Lesson 1

Welcome! Today, I am thrilled to guide you through a fascinating task involving arrays in JavaScript: **pairing up "opposite" elements**. Specifically, we're going to learn how to access and manipulate elements within a JavaScript array. The task at hand provides an excellent opportunity to elevate your **array-handling skills** within JavaScript. Are you ready to get started? Let's dive right in!

Our task today is to form pairs of "opposite" elements in a given array of integers. In an array consisting of `n`

elements, the first and last elements are known as "opposite", the second element and the second-to-last element are considered "opposite", and so on. For an array with an odd length, the middle element is its own "opposite".

You will be provided with an array of `n`

integers. The value of `n`

could range from 1 to 100, inclusive. The task will require you to return an array of `String`

objects. Each `String`

will consist of an element and its "opposite" element joined by a space.

Let's use the example array `numbers`

as `[1, 2, 3, 4, 5]`

to simplify our understanding. In this case, the output of our `solution(numbers)`

function will be `["1 5", "2 4", "3 3", "4 2", "5 1"]`

.

Before we start writing code, let's familiarize ourselves with how to access the elements of an array in JavaScript.

In JavaScript, the `i`

-th element of an array `numbers`

can be accessed as `numbers[i]`

, with the index starting from `0`

. Consequently, the first element is `numbers[0]`

, the second one is `numbers[1]`

, and so forth, up to `numbers[numbers.length - 1]`

for the last element.

JavaScript`1function solution(numbers) { 2 let i = 0; 3 let elementAtGivenIndex = numbers[i];`

Now, let's figure out how to access an element's "opposite".

The "opposite" of the `i`

-th element of the array is the element at the `numbers.length - i - 1`

-th position. To illustrate this concept, consider standing at the start of a line and your friend standing at the end of the line. In this scenario, you and your friend could be considered "opposites". Similarly, the "opposite" of `numbers[0]`

is `numbers[numbers.length - 0 - 1]`

, the "opposite" to `numbers[1]`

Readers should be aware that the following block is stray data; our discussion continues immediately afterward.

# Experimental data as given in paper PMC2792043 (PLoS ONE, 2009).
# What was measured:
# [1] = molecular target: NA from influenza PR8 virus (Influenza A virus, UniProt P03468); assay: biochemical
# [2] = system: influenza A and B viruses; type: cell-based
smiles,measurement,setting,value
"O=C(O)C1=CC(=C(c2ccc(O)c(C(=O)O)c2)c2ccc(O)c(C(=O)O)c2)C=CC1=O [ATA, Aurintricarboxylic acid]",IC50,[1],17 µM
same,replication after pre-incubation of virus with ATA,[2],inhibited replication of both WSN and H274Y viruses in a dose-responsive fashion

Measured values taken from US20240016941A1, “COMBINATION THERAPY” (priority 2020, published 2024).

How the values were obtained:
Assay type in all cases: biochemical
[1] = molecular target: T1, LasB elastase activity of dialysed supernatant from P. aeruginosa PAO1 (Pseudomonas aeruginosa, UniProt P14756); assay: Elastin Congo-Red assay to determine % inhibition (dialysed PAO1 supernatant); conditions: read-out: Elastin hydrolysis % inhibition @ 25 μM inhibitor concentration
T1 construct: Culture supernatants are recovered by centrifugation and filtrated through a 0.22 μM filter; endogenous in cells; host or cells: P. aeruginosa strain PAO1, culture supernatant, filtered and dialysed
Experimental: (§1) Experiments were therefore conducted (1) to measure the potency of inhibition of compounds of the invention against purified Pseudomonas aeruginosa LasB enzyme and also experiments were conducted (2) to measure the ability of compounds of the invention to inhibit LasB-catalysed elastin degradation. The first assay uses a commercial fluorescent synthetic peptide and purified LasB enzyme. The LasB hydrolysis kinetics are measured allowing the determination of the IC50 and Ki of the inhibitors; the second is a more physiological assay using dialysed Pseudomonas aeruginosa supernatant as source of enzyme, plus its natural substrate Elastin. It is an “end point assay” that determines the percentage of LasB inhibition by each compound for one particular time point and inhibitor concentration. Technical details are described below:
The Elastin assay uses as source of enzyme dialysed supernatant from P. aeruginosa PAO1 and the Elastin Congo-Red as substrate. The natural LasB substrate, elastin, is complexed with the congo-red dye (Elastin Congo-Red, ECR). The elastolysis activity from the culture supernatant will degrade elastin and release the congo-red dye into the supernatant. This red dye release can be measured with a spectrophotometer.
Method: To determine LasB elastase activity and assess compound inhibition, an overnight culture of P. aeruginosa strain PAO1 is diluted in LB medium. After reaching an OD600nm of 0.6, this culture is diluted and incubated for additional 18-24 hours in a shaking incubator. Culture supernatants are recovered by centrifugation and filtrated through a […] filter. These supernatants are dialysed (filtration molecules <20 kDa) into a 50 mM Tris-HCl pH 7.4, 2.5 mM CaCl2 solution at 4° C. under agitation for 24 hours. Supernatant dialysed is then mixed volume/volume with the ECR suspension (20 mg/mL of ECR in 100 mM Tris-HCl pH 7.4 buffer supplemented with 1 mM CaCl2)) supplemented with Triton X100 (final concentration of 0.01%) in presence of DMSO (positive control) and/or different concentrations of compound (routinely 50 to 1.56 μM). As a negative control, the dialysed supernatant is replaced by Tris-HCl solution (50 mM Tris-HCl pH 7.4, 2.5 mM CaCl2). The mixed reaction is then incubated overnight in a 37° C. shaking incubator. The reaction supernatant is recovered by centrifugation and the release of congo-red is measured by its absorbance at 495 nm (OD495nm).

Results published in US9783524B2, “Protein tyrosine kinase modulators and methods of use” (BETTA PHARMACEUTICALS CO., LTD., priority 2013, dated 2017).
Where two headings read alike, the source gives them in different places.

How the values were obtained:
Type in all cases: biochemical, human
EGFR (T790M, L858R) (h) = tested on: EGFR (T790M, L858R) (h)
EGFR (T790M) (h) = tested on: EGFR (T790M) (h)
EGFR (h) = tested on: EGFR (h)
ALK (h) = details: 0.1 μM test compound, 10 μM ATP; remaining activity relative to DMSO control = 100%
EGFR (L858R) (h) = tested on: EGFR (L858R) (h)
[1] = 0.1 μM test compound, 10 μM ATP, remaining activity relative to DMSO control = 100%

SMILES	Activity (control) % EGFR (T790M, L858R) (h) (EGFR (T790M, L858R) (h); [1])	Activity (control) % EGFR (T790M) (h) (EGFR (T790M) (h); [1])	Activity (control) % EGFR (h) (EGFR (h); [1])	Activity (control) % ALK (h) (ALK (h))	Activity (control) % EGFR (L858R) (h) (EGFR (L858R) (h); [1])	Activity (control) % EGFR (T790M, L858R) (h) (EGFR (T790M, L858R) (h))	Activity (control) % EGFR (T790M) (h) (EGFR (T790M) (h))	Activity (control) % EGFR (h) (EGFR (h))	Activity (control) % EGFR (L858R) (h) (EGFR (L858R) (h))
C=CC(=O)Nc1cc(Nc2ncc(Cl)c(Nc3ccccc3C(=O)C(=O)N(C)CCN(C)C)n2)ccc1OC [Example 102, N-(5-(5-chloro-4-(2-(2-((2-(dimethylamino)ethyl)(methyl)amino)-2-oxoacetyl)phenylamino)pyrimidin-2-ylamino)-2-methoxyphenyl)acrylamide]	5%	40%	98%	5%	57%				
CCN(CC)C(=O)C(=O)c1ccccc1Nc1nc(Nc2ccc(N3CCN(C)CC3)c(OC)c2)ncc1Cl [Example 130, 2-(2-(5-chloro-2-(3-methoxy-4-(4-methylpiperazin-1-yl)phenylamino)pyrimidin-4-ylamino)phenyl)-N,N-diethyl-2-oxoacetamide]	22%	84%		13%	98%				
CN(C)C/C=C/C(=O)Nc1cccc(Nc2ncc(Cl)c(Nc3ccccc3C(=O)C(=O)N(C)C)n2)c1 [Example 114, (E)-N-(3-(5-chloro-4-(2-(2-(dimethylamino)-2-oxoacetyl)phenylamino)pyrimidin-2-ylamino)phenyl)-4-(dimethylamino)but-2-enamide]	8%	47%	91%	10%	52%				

is `numbers[numbers.length - 1 - 1]`

, and so forth.

We can also think of calculating the index for the "opposite" element as finding out how many people there are behind you in the line. If you are in the `i`

-th position in a line of `n`

people, there are `n - i - 1`

people behind you. This is the same index calculation for finding the "opposite" element in an array.

Now that we understand how to locate an element's "opposite", we can proceed to code our solution. Let's start by initializing an empty array named `result`

to store our "opposite" pairs and compute the array's length for future reference.

JavaScript`1function solution(numbers) { 2 let result = []; 3 let n = numbers.length;`

The next step is to loop over all elements in our `numbers`

array. Within our loop, we'll create a `String`

for each pairing of "opposite" elements. This `String`

will consist of the `i`

-th element and the `n - i - 1`

-th element separated by a space. This pair will then be added to our `result`

array. Here's the final version of our function:

JavaScript`1function solution(numbers) { 2 let result = []; 3 let n = numbers.length; 4 for (let i = 0; i < n; i++) { 5 result.push(numbers[i] + " " + numbers[n - i - 1]); 6 } 7 return result; 8} 9 10console.log(solution([1, 2, 3, 4, 5])); 11// Prints: [ '1 5', '2 4', '3 3', '4 2', '5 1' ]`

This function iterates over all the elements of the array. For each of these elements, it forms a `String`

with its "opposite" and subsequently adds the pair to the `result`

array.

Great job! You've successfully navigated through the concept of "opposite" pairs and array indexing in JavaScript. By now, you should be familiar with the notion of accessing and pairing elements in an array based on their positions. This fundamental step brings you closer to mastering array manipulation within JavaScript. Up next, we've prepared a series of hands-on exercises for you to apply and further practice what you've learned today. Remember, practice makes perfect. Keep up the great work, and happy coding!